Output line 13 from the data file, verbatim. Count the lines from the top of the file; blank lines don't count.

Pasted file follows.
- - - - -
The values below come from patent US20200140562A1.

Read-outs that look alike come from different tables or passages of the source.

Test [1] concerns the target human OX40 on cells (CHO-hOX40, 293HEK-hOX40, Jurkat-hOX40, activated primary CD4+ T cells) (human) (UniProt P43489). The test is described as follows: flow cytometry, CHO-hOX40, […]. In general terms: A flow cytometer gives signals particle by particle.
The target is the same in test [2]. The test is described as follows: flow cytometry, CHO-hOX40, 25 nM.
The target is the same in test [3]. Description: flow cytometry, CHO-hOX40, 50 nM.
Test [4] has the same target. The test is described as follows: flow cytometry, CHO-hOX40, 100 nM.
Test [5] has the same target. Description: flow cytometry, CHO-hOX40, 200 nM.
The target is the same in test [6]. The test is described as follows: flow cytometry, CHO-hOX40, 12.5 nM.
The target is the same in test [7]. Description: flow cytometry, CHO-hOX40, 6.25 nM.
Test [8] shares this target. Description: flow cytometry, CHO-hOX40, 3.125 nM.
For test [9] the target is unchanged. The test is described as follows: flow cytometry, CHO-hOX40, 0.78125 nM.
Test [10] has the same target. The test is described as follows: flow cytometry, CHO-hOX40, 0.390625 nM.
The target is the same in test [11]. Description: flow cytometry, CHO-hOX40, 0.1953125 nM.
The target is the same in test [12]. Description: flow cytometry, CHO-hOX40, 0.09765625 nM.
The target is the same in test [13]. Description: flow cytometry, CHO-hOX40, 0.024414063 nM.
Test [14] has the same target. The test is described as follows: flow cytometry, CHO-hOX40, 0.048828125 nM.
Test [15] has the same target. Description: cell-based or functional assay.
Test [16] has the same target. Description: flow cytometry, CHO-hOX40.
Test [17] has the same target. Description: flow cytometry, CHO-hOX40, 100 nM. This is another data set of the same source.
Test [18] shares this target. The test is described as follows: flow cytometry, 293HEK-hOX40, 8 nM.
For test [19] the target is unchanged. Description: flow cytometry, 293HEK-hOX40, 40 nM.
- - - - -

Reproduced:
The target is the same in test [11]. Description: flow cytometry, CHO-hOX40, 0.1953125 nM.